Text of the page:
TROY — Members of the Troy City Council agreed to move forward with the Hobart Arena renovation and expansion project despite the lowest bid being more than $2.3 million above council’s original authorization of $7.35 million.
Council also designated the project as an emergency and will appear on its Tuesday, Jan. 19 agenda.
The total authorization need is listed at $9,625,475.
According to the report, the lowest and best base bid for the project was $7,994,000 from Monarch Construction. The $9.6 million project includes the kitchen equipment bid, which is estimated at $500,000, including a 5 percent contingency. The lowest bid for the kitchen equipment was $476,407, which includes Hobart brand kitchen equipment in keeping with the building’s namesake.
The bid’s alternates include landscaping, irrigation, the $191,000 catwalk replacement, $54,000 for rigging improvements, $18,000 HVAC for the addition, fire suppression throughout the building, $40,000 in soils work, and a $20,000 mobile partition. The bid breakdown also includes a $50,000 savings in suggested value engineering submitted by Monarch. The project also will have a 7.5 percent contingency of $632,475, which is built into the final request.
Monarch Construction of Cincinnati has completed projects such as the Miami University ice arena on its campus. If the contract is approved, Monarch estimated it would take 315 days — with a completion date at the end of 2016.
Public service and safety director Patrick Titterington said the project’s bids were inspected closely to ensure the city did not misinterpret part of the project to push it over its original estimate.
Keith Hall, principal architect with MSA Sport Architects, said it would be unlikely the project could be completed at a lower price if it was delayed. Hall said the bid environment is now considered a”volatile market” since general contractors are experiencing supply and demand for skilled labor, especially in the area of masonry, at this time.
“This next year will be as volatile as any,” Hall said Tuesday. “I think the market is going to be stressed all the way through the next year.”
Hall said the 2008 recession put a lot of the small subcontractor sector out of work with the competitive bidding field during the economic downswing. Now that the market has rebounded, more projects are out to bid and less labor is available to complete public works projects, such as Hobart Arena’s project, at a more competitive cost as in years past.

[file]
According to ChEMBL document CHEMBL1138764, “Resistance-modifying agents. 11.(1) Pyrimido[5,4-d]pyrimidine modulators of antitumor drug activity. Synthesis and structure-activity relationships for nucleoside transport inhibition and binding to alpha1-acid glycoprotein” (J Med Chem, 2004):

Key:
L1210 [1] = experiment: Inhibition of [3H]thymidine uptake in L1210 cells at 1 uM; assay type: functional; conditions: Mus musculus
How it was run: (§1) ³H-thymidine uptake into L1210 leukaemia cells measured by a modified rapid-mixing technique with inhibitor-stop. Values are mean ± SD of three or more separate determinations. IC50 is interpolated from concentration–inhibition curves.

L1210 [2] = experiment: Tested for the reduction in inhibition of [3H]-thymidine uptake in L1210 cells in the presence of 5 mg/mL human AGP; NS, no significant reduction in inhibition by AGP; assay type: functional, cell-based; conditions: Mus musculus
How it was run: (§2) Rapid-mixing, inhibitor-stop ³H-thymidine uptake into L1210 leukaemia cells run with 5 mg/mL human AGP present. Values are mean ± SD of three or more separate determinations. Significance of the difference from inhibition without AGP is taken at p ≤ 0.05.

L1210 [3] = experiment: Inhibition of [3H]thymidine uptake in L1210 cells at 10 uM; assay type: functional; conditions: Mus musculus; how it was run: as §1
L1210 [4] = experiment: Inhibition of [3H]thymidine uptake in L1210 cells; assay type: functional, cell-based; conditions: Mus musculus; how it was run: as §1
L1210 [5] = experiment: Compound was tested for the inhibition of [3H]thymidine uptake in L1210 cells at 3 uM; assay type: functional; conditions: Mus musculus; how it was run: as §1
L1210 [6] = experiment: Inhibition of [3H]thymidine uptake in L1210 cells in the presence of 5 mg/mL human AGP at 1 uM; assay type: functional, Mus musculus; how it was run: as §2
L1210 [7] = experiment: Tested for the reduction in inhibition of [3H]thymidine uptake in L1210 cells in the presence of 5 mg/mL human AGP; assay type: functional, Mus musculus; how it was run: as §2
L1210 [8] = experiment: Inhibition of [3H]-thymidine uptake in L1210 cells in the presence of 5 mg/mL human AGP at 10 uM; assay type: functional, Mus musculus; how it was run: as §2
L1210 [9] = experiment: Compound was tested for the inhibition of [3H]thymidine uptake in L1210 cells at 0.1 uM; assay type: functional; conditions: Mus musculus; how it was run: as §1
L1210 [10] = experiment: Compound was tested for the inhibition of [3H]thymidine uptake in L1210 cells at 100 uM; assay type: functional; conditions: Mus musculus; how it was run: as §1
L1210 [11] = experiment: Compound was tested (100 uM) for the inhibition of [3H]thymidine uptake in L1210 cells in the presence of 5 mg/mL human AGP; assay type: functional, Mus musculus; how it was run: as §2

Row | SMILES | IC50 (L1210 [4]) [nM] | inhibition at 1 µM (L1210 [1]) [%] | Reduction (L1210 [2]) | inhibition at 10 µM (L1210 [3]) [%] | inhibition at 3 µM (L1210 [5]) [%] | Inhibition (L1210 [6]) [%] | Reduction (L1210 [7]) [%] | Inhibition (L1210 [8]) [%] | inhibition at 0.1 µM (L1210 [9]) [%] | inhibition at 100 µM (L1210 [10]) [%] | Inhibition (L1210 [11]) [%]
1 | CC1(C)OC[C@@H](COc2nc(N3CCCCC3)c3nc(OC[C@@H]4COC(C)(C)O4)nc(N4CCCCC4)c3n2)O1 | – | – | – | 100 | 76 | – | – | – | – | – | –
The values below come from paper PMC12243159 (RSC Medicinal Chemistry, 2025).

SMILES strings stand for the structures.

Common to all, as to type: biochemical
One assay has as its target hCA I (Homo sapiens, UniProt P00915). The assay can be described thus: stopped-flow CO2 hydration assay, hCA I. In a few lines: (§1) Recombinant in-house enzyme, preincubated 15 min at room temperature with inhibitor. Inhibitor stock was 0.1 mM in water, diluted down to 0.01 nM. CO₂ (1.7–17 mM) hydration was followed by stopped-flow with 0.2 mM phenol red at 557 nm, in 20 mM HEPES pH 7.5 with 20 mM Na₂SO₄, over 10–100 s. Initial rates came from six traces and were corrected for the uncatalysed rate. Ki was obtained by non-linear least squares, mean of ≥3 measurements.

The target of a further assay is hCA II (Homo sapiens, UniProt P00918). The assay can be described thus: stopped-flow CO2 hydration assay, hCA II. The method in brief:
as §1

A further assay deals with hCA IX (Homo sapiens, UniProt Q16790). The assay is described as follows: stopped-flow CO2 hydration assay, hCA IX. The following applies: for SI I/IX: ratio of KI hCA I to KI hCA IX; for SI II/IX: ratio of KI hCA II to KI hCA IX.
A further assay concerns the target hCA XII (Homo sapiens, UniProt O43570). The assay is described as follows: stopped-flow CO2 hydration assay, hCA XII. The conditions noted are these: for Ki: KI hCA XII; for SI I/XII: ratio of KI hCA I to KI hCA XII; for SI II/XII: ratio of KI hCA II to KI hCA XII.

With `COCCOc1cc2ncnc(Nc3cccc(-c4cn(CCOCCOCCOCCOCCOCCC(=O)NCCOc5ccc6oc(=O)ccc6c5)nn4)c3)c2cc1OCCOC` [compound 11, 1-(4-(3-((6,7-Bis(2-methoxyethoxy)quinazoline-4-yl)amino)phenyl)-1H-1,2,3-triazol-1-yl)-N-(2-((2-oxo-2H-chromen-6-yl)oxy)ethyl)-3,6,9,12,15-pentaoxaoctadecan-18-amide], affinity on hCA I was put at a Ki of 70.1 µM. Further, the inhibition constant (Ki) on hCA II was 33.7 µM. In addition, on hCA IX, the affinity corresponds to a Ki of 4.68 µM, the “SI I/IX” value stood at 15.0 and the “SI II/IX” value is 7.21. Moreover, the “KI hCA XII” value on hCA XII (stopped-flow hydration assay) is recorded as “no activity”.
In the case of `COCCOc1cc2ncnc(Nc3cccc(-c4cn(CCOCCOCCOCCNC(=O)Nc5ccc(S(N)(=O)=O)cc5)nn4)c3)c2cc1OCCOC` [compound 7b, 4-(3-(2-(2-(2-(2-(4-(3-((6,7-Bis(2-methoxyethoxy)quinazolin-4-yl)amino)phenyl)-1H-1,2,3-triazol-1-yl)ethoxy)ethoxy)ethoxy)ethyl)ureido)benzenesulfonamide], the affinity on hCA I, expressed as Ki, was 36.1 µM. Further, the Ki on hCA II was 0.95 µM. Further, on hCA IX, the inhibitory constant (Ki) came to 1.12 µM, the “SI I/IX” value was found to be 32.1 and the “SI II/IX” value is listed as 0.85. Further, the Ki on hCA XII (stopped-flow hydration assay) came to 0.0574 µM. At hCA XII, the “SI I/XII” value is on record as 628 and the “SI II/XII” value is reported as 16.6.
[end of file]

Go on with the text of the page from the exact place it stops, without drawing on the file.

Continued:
President Marty Baker asked if the general contractor, Monarch Construction, would be using local subcontractors. Hall said he believed the majority of the work would be completed by subs in the Dayton/Miami Valley region.
City staff and the project’s architect MSA Sport of Cincinnati said several factors increased the project’s cost. Some of those factors, which were listed in the committee report, include an improved economy, increase in project costs at 30-40 percent, uncertain renovation conditions due to the age of the building, aggressive timeline and phasing to allow for arena events to continue, and other public projects being bid at the same time.
Hall said the project would not save any money if the arena were to shut down to allow a more aggressive completion schedule. The arena plans a tentative 10-week shutdown during the summer, which is the arena’s slow time of the year in regards to events and ice time.
The city is requesting the legislation to be designated as an emergency due to the 60 day bid opening guarantee. The bid opening was held Nov. 11, 2015. Titterington said Monarch Construction agreed to hold its bid pricing through Jan. 30 to allow council’s consideration due to the bid estimate.
For more details about the renovation, visit www.hobartarena.com
Reach Melanie Yingst at firstname.lastname@example.org or follow her on Twitter @Troydailynews
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